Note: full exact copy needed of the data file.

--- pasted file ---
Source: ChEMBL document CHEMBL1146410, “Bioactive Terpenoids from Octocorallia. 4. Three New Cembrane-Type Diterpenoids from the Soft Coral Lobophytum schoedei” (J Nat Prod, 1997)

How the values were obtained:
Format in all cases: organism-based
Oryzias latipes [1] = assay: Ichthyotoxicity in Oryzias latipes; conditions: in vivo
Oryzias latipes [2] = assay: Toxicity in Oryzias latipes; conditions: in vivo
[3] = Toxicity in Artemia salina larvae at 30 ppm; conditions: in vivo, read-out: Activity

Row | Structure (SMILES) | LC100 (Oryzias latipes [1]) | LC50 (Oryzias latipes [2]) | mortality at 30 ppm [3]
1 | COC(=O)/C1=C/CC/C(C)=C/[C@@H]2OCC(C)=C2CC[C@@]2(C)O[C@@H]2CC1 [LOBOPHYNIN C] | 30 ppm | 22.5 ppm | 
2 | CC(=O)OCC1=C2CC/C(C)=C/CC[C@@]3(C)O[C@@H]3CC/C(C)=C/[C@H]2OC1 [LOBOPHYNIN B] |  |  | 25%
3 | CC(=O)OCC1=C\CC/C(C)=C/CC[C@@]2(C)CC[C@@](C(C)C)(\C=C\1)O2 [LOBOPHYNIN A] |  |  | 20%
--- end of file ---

Source: ChEMBL document CHEMBL1146410, “Bioactive Terpenoids from Octocorallia. 4. Three New Cembrane-Type Diterpenoids from the Soft Coral Lobophytum schoedei” (J Nat Prod, 1997)

How the values were obtained:
Format in all cases: organism-based
Oryzias latipes [1] = assay: Ichthyotoxicity in Oryzias latipes; conditions: in vivo
Oryzias latipes [2] = assay: Toxicity in Oryzias latipes; conditions: in vivo
[3] = Toxicity in Artemia salina larvae at 30 ppm; conditions: in vivo, read-out: Activity

Row | Structure (SMILES) | LC100 (Oryzias latipes [1]) | LC50 (Oryzias latipes [2]) | mortality at 30 ppm [3]
1 | COC(=O)/C1=C/CC/C(C)=C/[C@@H]2OCC(C)=C2CC[C@@]2(C)O[C@@H]2CC1 [LOBOPHYNIN C] | 30 ppm | 22.5 ppm | 
2 | CC(=O)OCC1=C2CC/C(C)=C/CC[C@@]3(C)O[C@@H]3CC/C(C)=C/[C@H]2OC1 [LOBOPHYNIN B] |  |  | 25%
3 | CC(=O)OCC1=C\CC/C(C)=C/CC[C@@]2(C)CC[C@@](C(C)C)(\C=C\1)O2 [LOBOPHYNIN A] |  |  | 20%